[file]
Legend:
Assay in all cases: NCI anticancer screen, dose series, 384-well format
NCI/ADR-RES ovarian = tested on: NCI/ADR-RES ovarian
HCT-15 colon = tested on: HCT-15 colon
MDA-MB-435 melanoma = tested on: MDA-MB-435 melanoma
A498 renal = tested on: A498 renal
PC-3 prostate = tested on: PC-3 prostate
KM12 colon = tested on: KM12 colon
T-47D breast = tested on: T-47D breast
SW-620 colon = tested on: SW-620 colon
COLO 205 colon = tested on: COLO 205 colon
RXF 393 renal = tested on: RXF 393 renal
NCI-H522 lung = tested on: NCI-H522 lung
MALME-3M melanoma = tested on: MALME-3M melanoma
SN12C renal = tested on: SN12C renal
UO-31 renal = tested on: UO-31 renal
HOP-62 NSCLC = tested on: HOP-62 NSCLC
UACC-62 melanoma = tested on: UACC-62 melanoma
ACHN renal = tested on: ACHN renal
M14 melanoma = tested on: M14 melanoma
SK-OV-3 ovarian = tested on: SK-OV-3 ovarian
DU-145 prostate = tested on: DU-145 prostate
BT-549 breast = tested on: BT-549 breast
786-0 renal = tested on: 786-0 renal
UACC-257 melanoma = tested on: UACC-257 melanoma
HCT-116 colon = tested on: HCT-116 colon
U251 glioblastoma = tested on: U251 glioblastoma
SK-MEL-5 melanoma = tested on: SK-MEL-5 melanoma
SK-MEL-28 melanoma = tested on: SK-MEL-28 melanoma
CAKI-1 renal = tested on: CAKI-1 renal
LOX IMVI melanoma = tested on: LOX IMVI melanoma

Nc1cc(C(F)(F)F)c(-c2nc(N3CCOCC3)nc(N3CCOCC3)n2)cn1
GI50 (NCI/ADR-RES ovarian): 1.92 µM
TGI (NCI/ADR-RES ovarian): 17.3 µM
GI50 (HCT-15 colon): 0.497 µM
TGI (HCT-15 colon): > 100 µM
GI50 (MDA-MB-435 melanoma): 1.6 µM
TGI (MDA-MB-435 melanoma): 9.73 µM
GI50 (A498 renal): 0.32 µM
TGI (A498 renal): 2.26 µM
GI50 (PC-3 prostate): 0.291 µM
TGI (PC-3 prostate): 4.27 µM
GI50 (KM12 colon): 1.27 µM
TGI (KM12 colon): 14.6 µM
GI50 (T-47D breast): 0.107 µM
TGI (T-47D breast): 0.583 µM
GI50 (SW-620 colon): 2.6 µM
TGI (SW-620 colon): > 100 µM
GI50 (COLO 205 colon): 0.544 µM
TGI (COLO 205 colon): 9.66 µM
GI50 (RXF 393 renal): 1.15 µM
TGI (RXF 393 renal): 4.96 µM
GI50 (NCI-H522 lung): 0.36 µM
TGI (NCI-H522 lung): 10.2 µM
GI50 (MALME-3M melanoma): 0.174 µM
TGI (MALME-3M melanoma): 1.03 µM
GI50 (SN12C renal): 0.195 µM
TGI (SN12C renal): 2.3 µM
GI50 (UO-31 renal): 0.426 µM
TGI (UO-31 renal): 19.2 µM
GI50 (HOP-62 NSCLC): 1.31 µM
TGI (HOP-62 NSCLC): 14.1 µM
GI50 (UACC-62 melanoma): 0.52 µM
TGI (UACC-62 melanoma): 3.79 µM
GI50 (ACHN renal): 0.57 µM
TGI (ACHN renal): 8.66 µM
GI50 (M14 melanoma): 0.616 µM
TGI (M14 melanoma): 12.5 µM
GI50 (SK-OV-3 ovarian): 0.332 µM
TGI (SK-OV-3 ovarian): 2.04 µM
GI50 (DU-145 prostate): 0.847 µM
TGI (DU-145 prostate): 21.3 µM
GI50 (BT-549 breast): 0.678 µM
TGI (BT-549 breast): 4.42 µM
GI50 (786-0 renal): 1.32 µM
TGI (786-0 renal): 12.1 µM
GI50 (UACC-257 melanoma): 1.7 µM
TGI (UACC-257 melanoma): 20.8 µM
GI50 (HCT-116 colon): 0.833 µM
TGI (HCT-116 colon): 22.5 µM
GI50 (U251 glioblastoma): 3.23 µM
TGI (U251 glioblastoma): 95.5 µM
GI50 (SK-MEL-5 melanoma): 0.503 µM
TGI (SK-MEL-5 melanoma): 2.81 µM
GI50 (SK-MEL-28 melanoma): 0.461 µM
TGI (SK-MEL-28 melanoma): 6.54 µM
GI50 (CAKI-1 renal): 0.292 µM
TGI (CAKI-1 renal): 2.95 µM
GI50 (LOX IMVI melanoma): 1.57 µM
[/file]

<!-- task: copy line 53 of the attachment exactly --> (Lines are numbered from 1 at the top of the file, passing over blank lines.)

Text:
GI50 (NCI-H522 lung): 0.36 µM